In contrast Hinduism has coolly and pragmatically disregarded much of its Dharmasastra and Manusmriti canon and transitioned to a far more secular civil law in part due to the exposure to a Macaulayan education. And, as sociologists have pointed out, the multiple identities of polytheist Hindus based on region, caste and even subcultures have contributed to a turbid Hinduness that is more geographical than bound by The Book or one Law. Brahminical, Upanishadic or Vedantic Hinduism is miles removed from Puranic medieval practices of the laity and Cook does the round from Mahadev Govind Ranade to Madhav Sadashiv Golwalkar to Dayanand Saraswati and Veer Savarkar to prove that nothing and no one can unite the Hindus under an umbrella of coherent Oneness. The Holy Hindu Empire at the cost of other religions within India is a lost cause because of a fragmented Hindu identity. Be it law or society, Hindu heritage has far less to contribute to modern political ideology than Islam. The Catholic heritage in Latin America contributes even less.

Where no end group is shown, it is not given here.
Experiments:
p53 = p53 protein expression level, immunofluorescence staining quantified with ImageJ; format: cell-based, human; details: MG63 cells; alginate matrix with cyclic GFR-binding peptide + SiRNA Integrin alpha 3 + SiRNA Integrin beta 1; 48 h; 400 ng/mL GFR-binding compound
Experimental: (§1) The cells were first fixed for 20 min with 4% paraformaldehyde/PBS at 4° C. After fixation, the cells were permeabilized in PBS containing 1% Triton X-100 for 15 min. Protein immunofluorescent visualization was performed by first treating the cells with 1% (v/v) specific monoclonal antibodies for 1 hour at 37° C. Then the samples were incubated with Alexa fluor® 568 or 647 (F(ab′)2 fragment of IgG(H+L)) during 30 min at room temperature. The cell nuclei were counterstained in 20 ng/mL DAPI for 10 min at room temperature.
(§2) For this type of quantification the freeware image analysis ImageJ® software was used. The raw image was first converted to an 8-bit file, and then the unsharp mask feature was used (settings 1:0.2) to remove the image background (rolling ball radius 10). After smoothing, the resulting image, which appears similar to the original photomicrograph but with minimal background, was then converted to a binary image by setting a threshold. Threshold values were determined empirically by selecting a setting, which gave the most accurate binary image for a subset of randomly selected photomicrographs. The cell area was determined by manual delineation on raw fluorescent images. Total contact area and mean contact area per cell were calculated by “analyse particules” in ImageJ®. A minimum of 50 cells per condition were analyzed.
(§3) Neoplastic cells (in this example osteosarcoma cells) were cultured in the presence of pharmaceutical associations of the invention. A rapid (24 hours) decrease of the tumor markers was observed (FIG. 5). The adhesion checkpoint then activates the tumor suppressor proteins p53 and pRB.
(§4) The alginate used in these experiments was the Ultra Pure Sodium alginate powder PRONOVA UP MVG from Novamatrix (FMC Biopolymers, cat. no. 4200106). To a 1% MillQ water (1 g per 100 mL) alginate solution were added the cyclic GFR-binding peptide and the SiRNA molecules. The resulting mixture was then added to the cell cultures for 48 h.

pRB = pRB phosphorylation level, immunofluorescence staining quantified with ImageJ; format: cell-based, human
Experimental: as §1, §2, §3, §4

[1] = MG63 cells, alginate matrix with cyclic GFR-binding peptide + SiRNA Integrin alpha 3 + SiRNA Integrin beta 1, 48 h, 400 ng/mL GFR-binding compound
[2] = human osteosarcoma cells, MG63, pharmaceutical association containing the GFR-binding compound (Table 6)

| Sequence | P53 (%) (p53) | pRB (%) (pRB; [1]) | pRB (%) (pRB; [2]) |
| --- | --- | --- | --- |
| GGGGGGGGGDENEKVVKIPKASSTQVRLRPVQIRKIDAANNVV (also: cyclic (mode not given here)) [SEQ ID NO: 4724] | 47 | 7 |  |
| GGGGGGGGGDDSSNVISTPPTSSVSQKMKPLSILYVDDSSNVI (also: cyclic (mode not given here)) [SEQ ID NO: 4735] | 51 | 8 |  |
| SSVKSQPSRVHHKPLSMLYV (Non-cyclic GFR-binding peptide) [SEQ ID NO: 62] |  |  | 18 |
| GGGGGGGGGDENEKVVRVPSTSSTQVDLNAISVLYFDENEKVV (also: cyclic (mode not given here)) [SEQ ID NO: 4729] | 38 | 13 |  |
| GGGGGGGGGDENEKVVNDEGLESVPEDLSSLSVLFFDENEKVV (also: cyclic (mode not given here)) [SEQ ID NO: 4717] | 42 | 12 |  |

But Hindus, Sikhs, Jains and Buddhists have been at the receiving end of Islamic invasions for the last 1,000 years and many Muslims in India owe their lifestyles and allegiance to the Sharia and the local mullah than to preserving of participative social harmony. In fact the Hindu nationalists often create that missing sense of Hindu unity by rallying against the common enemy,

In comparison Christianity has had to adapt itself to social changes such as liberalism which itself was an Enlightenment value. And despite its Marxist leanings in some parts of Africa or Latin America it has really not played a huge role in politics.

What Cook calls cultural nationalism of the Hindu instead of fundamentalism has also an old lineage with Sankara establishing four mutts at four corners of what was called Bharatavarsha extending from Mount Meru to Kanya Kumari. In that sense Hindu is a geographical entity with no desire to proselytize or even entertain a concept of non-Hindu or mlecha engagement.

And now the million dollar question—will this radical fringe group fade away and be replaced by a peaceable Islam? Cook emphasises that the rise of Salafi Islamic fundamentalism might have been helped by oil money. So if oil money dwindles maybe then? A less likely scenario he paints is that of a new ideology sprouting to replace the Islam of today. Catholicism , equally rigid, took centuries to slough off its violent skin. So theoretically we should wait out a century and a half for Islam to transmute into a peaceable religion.

Sundeep Khanna is executive editor of Livemint.com